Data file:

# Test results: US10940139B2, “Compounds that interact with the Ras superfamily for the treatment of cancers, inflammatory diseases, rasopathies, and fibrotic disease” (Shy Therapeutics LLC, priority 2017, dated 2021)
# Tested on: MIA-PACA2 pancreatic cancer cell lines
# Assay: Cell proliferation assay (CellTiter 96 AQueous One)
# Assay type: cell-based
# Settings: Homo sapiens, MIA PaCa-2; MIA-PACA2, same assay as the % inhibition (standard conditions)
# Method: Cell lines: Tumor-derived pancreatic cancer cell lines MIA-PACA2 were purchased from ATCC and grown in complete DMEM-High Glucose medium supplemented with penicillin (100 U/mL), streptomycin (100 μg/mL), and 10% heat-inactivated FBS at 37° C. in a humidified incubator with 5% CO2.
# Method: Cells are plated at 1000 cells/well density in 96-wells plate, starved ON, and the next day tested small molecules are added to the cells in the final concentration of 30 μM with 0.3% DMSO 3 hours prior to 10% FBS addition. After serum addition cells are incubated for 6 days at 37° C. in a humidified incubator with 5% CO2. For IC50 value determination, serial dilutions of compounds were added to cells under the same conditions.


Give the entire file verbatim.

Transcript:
# Test results: US10940139B2, “Compounds that interact with the Ras superfamily for the treatment of cancers, inflammatory diseases, rasopathies, and fibrotic disease” (Shy Therapeutics LLC, priority 2017, dated 2021)
# Tested on: MIA-PACA2 pancreatic cancer cell lines
# Assay: Cell proliferation assay (CellTiter 96 AQueous One)
# Assay type: cell-based
# Settings: Homo sapiens, MIA PaCa-2; MIA-PACA2, same assay as the % inhibition (standard conditions)
# Method: Cell lines: Tumor-derived pancreatic cancer cell lines MIA-PACA2 were purchased from ATCC and grown in complete DMEM-High Glucose medium supplemented with penicillin (100 U/mL), streptomycin (100 μg/mL), and 10% heat-inactivated FBS at 37° C. in a humidified incubator with 5% CO2.
# Method: Cells are plated at 1000 cells/well density in 96-wells plate, starved ON, and the next day tested small molecules are added to the cells in the final concentration of 30 μM with 0.3% DMSO 3 hours prior to 10% FBS addition. After serum addition cells are incubated for 6 days at 37° C. in a humidified incubator with 5% CO2. For IC50 value determination, serial dilutions of compounds were added to cells under the same conditions.